Before I review this film, I think it’s important to give a bit of background on how I came to know about this film. I first heard of it from an Indonesian friend of mine when I went back to Jakarta last December. At the time I hadn’t even heard of the film, but she said it was about the events in 1965, when the Indonesian government led by the first president Sukarno was overthrown in a military coup. Every Indonesian in my generation was subjected to brainwashing by the Suharto regime that the communist party (PKI) is evil and that they pose a mortal threat. Every year we had to watch a propaganda film that’s broadcasted in every single TV network so there’s no way we could’ve escaped it, whilst there’s not a single mention of this brutal massacre anywhere in our history books.
What this film exposes is that the new military dictatorship basically used any means at their disposal to get rid of anyone presumed to have any association with the communist movement. The killings resulted in one of the most brutal genocide in history, with nearly a million people slaughtered within a year. The Act of Killing is a documentary that challenges former Indonesian death squad leaders to reenact their real-life mass-killings in whichever cinematic genres they wish. It’s obvious some of the scenes they re-enacted are inspired by Hollywood films, as the perpetrators of the killings themselves admitted that they’re big fans of violent Brando and Pacino movies. In fact, some of the perpetrators who were ‘premans’ (street-level gangsters) used to be ticket scalpers preying on fans of Hollywood movies at their local cinemas.
No doubt this is one of the most bizarre and frightening films I’ve ever seen, but also one of the most inventive. Most documentaries I’ve seen usually have talking heads or footage of the subject matter, but in this case, we not only get the first-hand account of the event, but the perpetrators themselves willingly re-enact the brutal events on camera. I enjoyed the fact that the dialog is in Indonesian, so that fact, along with the setting of film, gave me a sense of nostalgia. But the film is so disturbing I had to watch it in two parts. I’ve never felt so many conflicting emotions running through me as I’m watching it, and even days later, it’s all I could think about.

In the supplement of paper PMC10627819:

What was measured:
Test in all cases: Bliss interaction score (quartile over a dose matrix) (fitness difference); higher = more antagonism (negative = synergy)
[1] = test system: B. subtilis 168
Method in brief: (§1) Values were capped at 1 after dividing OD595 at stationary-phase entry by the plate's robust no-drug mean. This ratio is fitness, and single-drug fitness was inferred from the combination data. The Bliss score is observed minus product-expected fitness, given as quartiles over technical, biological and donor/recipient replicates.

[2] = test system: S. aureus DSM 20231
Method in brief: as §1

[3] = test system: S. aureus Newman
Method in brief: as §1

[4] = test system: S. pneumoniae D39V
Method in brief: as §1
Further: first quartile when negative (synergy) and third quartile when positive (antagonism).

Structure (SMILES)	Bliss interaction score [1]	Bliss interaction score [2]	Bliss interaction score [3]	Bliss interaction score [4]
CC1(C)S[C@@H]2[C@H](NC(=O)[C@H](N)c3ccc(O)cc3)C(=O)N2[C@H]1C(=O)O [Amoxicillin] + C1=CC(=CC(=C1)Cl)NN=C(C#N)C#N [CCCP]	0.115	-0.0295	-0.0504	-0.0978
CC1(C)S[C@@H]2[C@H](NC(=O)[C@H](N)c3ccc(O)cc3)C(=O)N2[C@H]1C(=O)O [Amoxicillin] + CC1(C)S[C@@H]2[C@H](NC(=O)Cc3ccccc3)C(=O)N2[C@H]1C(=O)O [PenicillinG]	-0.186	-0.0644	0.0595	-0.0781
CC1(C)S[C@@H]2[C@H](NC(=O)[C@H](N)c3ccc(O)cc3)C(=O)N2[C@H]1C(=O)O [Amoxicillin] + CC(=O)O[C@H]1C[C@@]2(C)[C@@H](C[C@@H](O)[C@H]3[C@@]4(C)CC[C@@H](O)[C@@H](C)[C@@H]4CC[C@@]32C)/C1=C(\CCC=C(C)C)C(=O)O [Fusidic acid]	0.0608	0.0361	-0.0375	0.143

The documentary is so well-crafted as it really transported me to another realm. Director Joshua Oppenheimer spent nearly a decade working on this film, which grew out of another project he was working on in Indonesia [more on that in the interview below]. The Texas-born filmmaker [who currently resides in Copenhagen] had been fluent in Indonesian whilst filming this (you could hear him speaking Bahasa Indonesia to the actors in the film), and it’s apparent that he cares very deeply about the story. I’m amazed at how candid the former death squad leaders were in revealing the acts of killings they did four decades ago, down to the most gruesome details, both in words and in the form of the various re-enactments. It’s interesting that in some of the scenes they’re playing the ‘victim’ of the torture and execution. At one point Anwar said to Joshua that perhaps he could feel what his victims felt when they were subjected to such horrifying terror, but the director wisely but politely rebuked him. Obviously he could never felt what his victims felt, given that what Anwar took part in was only fiction, not the real deal.